There's no denying that planning your wedding is a big, exciting ordeal. First, there's the engagement — which is awesome — usually followed by months and months of looking at venues, dresses, flowers, you name it. And while the entire process has definitely been memorable for me so far, there's one aspect of being engaged that's beginning to grind my gears: constantly being asked how my shredding for the wedding is going.
On one hand, I get it. About a year after I got engaged, I started to take fitness — and my overall health — way more f*cking seriously. Why? Because my 25th year of life definitely wasn't my healthiest, and as a former college athlete, that didn't sit well with me. I don't really have a reason for why I lost sight of my fitness goals — I was somehow still under the impression that I could eat whatever I wanted without working out consistently. Boy, was I wrong.
Then came the string of empty truths.
I promised myself I would commit to the gym five or six days a week in September, and then again on Jan. 1, and then again in March — my excuses always outweighed my drive. I would go on a three-mile run a few times a week, do some crunches, and call it day. But that just wasn't cutting it.
I was too busy. It was too cold. I didn't feel like it. I thought I deserved that second glass of wine after a long week.
But right before I turned 26 in June, I'll admit I had a bit of a midlife crisis. For some inexplicable — and completely irrational — reason, I felt like there was this humongous difference between the ages and 25 and 26. I suddenly had the overwhelming feeling I was falling behind on the long-term goals I had set out for myself and that I was treading water.
I wasn't waking up at 5 a.m. just so I could look good in a few pictures nine months from now. It was bigger than that.
Combined with the task of planning a wedding, I knew I needed to get more organised ASAP. And as someone who always found solace in exercise, the gym seemed like a good enough place to start. The real challenge? Staying consistent.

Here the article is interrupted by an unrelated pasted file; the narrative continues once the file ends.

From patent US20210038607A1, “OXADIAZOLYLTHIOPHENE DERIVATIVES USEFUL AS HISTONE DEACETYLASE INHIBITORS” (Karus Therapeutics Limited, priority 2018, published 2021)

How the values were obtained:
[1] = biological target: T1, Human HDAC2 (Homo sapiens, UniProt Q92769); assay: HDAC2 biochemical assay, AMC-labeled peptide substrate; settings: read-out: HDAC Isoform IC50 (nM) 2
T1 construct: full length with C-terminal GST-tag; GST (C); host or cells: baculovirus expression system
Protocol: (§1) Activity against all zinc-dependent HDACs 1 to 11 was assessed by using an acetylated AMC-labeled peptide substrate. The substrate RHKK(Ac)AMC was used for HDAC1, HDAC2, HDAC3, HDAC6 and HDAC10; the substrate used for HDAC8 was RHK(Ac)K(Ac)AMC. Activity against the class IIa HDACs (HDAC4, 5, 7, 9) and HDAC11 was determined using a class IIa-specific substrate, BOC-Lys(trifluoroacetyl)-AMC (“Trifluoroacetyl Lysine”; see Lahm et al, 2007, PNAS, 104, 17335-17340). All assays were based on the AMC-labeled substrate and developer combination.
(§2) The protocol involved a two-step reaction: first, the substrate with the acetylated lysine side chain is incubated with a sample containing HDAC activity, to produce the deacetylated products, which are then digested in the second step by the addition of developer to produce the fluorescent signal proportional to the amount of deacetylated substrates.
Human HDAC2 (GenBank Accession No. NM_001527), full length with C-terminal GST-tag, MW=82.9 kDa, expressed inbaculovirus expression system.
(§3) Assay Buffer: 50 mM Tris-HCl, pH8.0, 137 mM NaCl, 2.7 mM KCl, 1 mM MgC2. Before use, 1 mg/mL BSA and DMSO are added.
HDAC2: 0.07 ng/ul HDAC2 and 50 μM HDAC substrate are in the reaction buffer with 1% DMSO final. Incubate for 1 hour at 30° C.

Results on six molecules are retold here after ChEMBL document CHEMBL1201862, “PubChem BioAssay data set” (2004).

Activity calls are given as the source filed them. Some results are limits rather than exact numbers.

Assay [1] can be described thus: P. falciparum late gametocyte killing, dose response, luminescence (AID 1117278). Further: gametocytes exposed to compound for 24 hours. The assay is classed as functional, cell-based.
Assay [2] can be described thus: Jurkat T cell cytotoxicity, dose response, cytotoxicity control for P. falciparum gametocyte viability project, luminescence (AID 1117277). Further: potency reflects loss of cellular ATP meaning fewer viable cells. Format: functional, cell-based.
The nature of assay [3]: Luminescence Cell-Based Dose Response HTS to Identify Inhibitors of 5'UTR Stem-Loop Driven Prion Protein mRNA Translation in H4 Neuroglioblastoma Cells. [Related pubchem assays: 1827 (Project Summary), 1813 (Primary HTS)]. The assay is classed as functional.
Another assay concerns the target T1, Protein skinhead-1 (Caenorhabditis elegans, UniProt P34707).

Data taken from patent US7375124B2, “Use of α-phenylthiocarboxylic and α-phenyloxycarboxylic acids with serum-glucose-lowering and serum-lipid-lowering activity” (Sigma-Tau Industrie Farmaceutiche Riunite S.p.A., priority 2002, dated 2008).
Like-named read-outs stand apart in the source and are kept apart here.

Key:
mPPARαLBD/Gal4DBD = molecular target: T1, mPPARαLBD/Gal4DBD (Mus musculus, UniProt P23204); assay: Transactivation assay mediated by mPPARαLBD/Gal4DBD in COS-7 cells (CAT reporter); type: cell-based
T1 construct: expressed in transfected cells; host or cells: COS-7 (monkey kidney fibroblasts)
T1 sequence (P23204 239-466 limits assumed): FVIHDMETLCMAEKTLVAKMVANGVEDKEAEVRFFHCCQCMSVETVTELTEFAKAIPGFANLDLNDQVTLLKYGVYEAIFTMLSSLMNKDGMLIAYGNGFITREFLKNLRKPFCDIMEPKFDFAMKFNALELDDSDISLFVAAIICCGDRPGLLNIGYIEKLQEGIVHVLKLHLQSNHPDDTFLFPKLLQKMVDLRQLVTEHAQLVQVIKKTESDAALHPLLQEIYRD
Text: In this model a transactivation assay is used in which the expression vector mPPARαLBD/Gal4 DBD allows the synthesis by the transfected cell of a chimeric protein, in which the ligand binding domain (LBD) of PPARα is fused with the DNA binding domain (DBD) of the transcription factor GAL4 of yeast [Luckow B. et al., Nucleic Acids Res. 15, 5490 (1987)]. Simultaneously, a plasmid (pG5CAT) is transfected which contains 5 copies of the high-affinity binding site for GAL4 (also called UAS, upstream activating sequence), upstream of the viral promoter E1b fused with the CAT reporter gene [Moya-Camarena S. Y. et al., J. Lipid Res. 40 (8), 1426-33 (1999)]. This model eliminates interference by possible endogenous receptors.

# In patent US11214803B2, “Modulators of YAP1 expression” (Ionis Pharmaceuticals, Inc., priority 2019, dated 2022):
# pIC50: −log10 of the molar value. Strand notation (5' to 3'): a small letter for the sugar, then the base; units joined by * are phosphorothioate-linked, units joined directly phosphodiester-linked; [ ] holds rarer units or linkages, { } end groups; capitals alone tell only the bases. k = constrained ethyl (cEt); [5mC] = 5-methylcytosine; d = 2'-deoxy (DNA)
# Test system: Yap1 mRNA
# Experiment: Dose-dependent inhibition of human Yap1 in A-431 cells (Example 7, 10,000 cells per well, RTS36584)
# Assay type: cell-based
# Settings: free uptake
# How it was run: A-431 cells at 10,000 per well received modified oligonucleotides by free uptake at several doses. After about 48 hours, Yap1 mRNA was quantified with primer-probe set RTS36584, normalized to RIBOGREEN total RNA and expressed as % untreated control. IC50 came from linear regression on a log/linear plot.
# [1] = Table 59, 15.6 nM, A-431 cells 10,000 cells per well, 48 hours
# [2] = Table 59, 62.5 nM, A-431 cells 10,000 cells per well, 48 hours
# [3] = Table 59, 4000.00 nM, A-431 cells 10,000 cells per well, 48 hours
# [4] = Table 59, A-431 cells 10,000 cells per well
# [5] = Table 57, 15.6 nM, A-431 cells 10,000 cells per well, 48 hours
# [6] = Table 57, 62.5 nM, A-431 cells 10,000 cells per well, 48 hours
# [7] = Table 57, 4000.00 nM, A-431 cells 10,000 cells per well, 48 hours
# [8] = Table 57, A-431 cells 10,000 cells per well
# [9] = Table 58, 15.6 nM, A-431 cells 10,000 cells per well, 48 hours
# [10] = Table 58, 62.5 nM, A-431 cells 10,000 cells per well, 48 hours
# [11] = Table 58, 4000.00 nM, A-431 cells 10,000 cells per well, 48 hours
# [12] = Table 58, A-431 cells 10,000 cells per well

After sucking it up and committing to the gym five or six days a week, hiring a personal trainer, and living off chicken and veggies for most of my meals, my body slowly started to change. My mood, however, changed faster. I kissed my anxiety buh-bye (for the most part), started sleeping better, and had more energy a week or two after I started getting serious about weightlifting.
I'm not going to lie . . . it was also nice to get the occasional compliment from one of my aunts or a college friend who I hadn't seen in a while — I was still far from rail thin — but I felt a heck of a lot stronger. But what bothered me was always the inevitable follow-up remark about how great it was that I was "sweating for the wedding."
While I completely understand that the timing of it all seems suspicious and that many other couples tend to pump iron a little bit more before their big day, I wasn't waking up at 5 a.m. just so I could look good in a few pictures nine months from now. It was bigger than that.
I firmly believe that working out and eating well is a lifestyle, and while hitting the weight room religiously for nine months straight is great, it won't do me much good if I stop going the day after I get married.
My fiancé has started joining me at the gym. It's truly something we enjoy doing together. And there are loads of benefits to being in shape. (He's definitely not complaining!) First and foremost, I work out for my own sanity and well-being. It makes me a better partner.
The bottom line? The added perks of working out are great, and I'm looking forward to feeling my best on the day of the wedding. But to assume a woman is simply "shredding" or "sweating" for the sake of one day is pretty crazy, if you really think about it. So the next time it comes up in convo, give the bride-to-be the benefit of the doubt — it's not always about squeezing into a smaller dress size!